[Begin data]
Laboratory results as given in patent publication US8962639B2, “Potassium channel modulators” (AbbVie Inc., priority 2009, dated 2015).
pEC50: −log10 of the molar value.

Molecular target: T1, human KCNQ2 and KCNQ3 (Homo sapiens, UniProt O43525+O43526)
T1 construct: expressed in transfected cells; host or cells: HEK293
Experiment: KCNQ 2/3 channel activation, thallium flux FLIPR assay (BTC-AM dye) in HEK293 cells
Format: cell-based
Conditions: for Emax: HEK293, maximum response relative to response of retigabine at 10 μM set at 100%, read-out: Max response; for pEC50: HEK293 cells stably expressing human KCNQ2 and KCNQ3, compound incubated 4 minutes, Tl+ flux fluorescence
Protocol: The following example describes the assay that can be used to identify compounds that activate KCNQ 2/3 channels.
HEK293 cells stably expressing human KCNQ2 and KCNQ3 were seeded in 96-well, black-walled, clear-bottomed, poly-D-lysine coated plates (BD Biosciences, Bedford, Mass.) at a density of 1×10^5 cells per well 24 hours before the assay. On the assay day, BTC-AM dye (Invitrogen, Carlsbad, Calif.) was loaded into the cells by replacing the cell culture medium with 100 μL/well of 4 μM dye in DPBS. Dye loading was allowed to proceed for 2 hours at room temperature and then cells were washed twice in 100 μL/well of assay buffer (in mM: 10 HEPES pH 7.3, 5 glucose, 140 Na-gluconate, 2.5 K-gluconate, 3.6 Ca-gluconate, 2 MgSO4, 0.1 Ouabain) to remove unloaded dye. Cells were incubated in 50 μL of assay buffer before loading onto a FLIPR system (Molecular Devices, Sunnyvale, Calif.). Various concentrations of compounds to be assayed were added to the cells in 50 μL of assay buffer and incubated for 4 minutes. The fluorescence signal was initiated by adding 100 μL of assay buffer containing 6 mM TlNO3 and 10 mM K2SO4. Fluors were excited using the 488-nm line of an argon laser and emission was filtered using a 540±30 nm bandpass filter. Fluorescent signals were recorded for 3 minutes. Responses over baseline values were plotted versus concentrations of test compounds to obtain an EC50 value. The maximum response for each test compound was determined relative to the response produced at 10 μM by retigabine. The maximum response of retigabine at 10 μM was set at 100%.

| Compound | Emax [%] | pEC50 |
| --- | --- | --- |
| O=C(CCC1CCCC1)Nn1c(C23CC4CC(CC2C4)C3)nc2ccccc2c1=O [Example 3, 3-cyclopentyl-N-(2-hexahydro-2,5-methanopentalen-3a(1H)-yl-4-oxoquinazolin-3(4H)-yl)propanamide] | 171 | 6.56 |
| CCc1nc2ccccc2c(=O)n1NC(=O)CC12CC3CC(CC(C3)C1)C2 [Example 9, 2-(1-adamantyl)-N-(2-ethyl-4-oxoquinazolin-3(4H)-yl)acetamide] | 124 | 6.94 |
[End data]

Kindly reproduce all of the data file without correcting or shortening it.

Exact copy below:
Laboratory results as given in patent publication US8962639B2, “Potassium channel modulators” (AbbVie Inc., priority 2009, dated 2015).
pEC50: −log10 of the molar value.

Molecular target: T1, human KCNQ2 and KCNQ3 (Homo sapiens, UniProt O43525+O43526)
T1 construct: expressed in transfected cells; host or cells: HEK293
Experiment: KCNQ 2/3 channel activation, thallium flux FLIPR assay (BTC-AM dye) in HEK293 cells
Format: cell-based
Conditions: for Emax: HEK293, maximum response relative to response of retigabine at 10 μM set at 100%, read-out: Max response; for pEC50: HEK293 cells stably expressing human KCNQ2 and KCNQ3, compound incubated 4 minutes, Tl+ flux fluorescence
Protocol: The following example describes the assay that can be used to identify compounds that activate KCNQ 2/3 channels.
HEK293 cells stably expressing human KCNQ2 and KCNQ3 were seeded in 96-well, black-walled, clear-bottomed, poly-D-lysine coated plates (BD Biosciences, Bedford, Mass.) at a density of 1×10^5 cells per well 24 hours before the assay. On the assay day, BTC-AM dye (Invitrogen, Carlsbad, Calif.) was loaded into the cells by replacing the cell culture medium with 100 μL/well of 4 μM dye in DPBS. Dye loading was allowed to proceed for 2 hours at room temperature and then cells were washed twice in 100 μL/well of assay buffer (in mM: 10 HEPES pH 7.3, 5 glucose, 140 Na-gluconate, 2.5 K-gluconate, 3.6 Ca-gluconate, 2 MgSO4, 0.1 Ouabain) to remove unloaded dye. Cells were incubated in 50 μL of assay buffer before loading onto a FLIPR system (Molecular Devices, Sunnyvale, Calif.). Various concentrations of compounds to be assayed were added to the cells in 50 μL of assay buffer and incubated for 4 minutes. The fluorescence signal was initiated by adding 100 μL of assay buffer containing 6 mM TlNO3 and 10 mM K2SO4. Fluors were excited using the 488-nm line of an argon laser and emission was filtered using a 540±30 nm bandpass filter. Fluorescent signals were recorded for 3 minutes. Responses over baseline values were plotted versus concentrations of test compounds to obtain an EC50 value. The maximum response for each test compound was determined relative to the response produced at 10 μM by retigabine. The maximum response of retigabine at 10 μM was set at 100%.

| Compound | Emax [%] | pEC50 |
| --- | --- | --- |
| O=C(CCC1CCCC1)Nn1c(C23CC4CC(CC2C4)C3)nc2ccccc2c1=O [Example 3, 3-cyclopentyl-N-(2-hexahydro-2,5-methanopentalen-3a(1H)-yl-4-oxoquinazolin-3(4H)-yl)propanamide] | 171 | 6.56 |
| CCc1nc2ccccc2c(=O)n1NC(=O)CC12CC3CC(CC(C3)C1)C2 [Example 9, 2-(1-adamantyl)-N-(2-ethyl-4-oxoquinazolin-3(4H)-yl)acetamide] | 124 | 6.94 |